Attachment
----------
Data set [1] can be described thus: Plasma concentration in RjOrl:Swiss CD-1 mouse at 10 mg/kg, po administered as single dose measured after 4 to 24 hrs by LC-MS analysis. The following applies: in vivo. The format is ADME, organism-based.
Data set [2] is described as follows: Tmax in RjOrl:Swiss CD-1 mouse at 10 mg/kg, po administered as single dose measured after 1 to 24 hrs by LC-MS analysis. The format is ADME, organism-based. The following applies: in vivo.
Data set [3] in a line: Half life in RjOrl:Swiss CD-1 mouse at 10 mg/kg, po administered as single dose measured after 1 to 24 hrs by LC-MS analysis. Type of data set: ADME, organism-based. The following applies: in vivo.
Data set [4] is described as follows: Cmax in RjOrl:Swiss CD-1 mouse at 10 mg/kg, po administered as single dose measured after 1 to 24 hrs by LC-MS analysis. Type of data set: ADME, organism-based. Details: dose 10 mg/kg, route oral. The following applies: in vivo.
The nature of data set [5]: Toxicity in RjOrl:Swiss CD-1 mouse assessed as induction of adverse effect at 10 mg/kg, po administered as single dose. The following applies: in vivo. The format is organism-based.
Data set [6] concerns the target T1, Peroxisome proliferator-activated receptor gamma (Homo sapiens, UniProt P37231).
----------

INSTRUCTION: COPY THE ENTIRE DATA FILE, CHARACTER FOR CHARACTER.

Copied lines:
Data set [1] can be described thus: Plasma concentration in RjOrl:Swiss CD-1 mouse at 10 mg/kg, po administered as single dose measured after 4 to 24 hrs by LC-MS analysis. The following applies: in vivo. The format is ADME, organism-based.
Data set [2] is described as follows: Tmax in RjOrl:Swiss CD-1 mouse at 10 mg/kg, po administered as single dose measured after 1 to 24 hrs by LC-MS analysis. The format is ADME, organism-based. The following applies: in vivo.
Data set [3] in a line: Half life in RjOrl:Swiss CD-1 mouse at 10 mg/kg, po administered as single dose measured after 1 to 24 hrs by LC-MS analysis. Type of data set: ADME, organism-based. The following applies: in vivo.
Data set [4] is described as follows: Cmax in RjOrl:Swiss CD-1 mouse at 10 mg/kg, po administered as single dose measured after 1 to 24 hrs by LC-MS analysis. Type of data set: ADME, organism-based. Details: dose 10 mg/kg, route oral. The following applies: in vivo.
The nature of data set [5]: Toxicity in RjOrl:Swiss CD-1 mouse assessed as induction of adverse effect at 10 mg/kg, po administered as single dose. The following applies: in vivo. The format is organism-based.
Data set [6] concerns the target T1, Peroxisome proliferator-activated receptor gamma (Homo sapiens, UniProt P37231).